Joseph Francis Alward
one can believe Genesis, mornings and evenings occurred before the sun was created.
mornings and evenings occurred before the sun was created.
God Created Daylight on the First Day
"In the beginning God created the heaven and the earth......And God said, Let there be light: and there was light.....And God called the light Day, and the darkness he called Night. And the evening and the morning were the first day....(more creation)...And the evening and the morning were second day...(more creation)...And the evening and the morning were the third day." (Genesis 1:1-13).
The passage above tells us that three sets of "evenings" and "mornings" occurred. Now, evenings occur when the sun drops below the western horizon as the earth rotates away from the sun, while mornings occur when the sun rises above the eastern horizon as the earth rotates toward the sun. May we not assume that this is how evenings and mornings occurred during the first three days of creation? If so, then we have a problem.
God Didn't Make the Sun Until the Fourth Day
"And God said, Let there be lights in the firmament of the heaven to divide the day from the night; and let them be for signs, and for seasons, and for days, and years: And let them be for lights in the firmament of the heaven to give light upon the earth: and it was so. And God made two great lights; the greater light [the Sun] to rule the day, and the lesser light [the Moon] to rule the night:.... and God saw that it was good. And the evening and the morning were the fourth day."(Genesis 1:14-19)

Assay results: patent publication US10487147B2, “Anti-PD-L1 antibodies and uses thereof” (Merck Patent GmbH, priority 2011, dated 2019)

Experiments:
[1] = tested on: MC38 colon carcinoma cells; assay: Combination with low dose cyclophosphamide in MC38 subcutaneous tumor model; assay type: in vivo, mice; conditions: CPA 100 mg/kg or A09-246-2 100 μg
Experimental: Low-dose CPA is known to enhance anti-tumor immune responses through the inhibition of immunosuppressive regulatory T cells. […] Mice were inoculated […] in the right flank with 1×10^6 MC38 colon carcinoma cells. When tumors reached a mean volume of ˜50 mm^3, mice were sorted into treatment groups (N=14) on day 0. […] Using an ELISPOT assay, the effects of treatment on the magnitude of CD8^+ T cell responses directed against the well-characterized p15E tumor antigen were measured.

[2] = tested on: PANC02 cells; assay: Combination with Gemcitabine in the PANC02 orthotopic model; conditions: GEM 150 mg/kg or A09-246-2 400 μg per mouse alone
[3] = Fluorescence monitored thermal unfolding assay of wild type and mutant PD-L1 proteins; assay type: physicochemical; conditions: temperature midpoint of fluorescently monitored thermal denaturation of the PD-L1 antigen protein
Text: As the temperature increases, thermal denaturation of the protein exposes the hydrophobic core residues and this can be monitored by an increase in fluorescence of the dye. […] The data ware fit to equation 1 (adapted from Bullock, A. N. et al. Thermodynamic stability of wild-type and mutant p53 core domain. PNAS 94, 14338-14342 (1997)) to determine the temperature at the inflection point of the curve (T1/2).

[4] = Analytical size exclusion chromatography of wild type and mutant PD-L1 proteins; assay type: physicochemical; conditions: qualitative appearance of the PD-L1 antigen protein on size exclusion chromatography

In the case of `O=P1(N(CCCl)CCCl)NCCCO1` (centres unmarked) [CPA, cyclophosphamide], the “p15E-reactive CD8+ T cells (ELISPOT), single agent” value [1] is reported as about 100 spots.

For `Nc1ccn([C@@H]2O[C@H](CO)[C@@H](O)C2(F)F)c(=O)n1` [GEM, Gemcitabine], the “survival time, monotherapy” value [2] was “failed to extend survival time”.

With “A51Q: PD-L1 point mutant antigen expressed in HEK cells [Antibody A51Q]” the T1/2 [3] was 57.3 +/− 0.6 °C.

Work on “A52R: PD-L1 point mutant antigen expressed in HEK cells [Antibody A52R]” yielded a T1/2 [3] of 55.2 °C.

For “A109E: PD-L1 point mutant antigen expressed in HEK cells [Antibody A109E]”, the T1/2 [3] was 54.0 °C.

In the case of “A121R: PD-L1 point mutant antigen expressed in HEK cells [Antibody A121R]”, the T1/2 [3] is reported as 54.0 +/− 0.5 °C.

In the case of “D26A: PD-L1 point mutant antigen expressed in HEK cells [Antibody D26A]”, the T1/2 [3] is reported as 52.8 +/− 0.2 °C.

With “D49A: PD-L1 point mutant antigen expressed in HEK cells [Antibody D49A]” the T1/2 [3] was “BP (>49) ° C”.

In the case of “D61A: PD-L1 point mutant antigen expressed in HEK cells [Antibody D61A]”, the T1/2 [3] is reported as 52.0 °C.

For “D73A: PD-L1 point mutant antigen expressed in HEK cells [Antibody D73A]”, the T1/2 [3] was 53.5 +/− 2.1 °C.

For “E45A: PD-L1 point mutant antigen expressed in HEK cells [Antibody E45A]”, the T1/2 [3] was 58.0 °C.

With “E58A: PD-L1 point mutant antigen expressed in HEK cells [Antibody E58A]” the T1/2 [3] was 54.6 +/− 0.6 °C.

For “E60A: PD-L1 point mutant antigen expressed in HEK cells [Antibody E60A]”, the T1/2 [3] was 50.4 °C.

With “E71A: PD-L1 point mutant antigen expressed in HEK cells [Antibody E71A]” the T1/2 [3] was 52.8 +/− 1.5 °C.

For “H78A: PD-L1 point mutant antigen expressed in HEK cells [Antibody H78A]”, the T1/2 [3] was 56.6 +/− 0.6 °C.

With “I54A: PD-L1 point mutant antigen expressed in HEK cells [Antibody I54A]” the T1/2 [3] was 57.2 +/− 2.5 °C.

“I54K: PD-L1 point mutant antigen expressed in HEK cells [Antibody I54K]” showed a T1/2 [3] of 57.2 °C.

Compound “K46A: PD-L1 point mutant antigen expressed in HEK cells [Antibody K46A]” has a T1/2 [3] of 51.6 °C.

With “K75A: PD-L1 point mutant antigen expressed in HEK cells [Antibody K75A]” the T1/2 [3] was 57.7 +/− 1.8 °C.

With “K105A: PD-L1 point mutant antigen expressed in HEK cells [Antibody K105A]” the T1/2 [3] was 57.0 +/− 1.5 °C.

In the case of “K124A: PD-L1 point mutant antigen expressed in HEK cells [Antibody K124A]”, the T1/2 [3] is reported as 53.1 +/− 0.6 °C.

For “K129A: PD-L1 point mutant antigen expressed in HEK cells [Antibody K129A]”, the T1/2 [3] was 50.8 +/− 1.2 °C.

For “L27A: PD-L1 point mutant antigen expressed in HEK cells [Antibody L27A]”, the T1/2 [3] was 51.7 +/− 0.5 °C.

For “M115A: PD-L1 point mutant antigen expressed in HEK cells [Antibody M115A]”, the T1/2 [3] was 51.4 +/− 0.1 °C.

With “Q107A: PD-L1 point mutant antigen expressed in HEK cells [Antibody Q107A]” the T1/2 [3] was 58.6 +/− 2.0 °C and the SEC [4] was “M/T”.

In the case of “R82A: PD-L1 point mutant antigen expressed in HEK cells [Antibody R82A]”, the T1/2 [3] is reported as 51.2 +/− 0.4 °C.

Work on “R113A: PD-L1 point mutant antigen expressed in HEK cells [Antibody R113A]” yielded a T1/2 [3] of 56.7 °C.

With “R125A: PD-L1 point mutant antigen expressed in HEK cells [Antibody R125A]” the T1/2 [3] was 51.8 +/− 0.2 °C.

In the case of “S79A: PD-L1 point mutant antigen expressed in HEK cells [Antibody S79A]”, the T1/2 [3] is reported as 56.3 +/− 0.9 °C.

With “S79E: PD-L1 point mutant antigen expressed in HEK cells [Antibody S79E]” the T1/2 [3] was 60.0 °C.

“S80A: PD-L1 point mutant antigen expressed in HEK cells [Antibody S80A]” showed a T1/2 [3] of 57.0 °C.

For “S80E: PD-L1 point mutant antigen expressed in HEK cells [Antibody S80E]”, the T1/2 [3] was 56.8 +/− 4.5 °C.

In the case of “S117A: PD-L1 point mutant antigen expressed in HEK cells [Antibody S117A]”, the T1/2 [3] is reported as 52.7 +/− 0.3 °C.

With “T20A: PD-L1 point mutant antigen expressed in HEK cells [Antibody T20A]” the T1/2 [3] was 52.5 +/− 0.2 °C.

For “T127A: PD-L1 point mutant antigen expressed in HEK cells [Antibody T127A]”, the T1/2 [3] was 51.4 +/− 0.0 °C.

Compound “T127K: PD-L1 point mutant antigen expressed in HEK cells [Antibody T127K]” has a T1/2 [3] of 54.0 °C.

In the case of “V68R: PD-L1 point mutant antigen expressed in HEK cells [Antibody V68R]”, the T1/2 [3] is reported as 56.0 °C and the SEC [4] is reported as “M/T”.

How Could the Writers Have Made Such a Mistake?
Did the author realize that there couldn't have been sunrises and sunsets to mark the beginning of mornings and evenings on the first three days if the sun wouldn't be created until the fourth day?
Well, if there had really been just one author of the creation story, then the answer would surely be, Yes. But, what seems to have happened is that at least two different creation stories taken from two different times and places were blended together over time. One traditional story had the sun being created on the first day, while the other had it being created on the fourth day. Clearer evidence that this is exactly what happened is found in the commentaries,
This contradiction was noted about seventeen hundred years ago by Origen , who is generally considered the greatest theologian and biblical scholar of the early Eastern church, and who wrote around 230 AD:
"What man of sense will agree with the statement that the first, second, and third days, in which the evening is named and the morning, were without sun? " (Quoted in "Mysteries of Adoni", p. 176)
 Origen (ohr-i-jin) was a true believer, so much so that, according to the historian, Eusebius, he took the command in Matthew 19:12 to mean that he should castrate himself, and he did.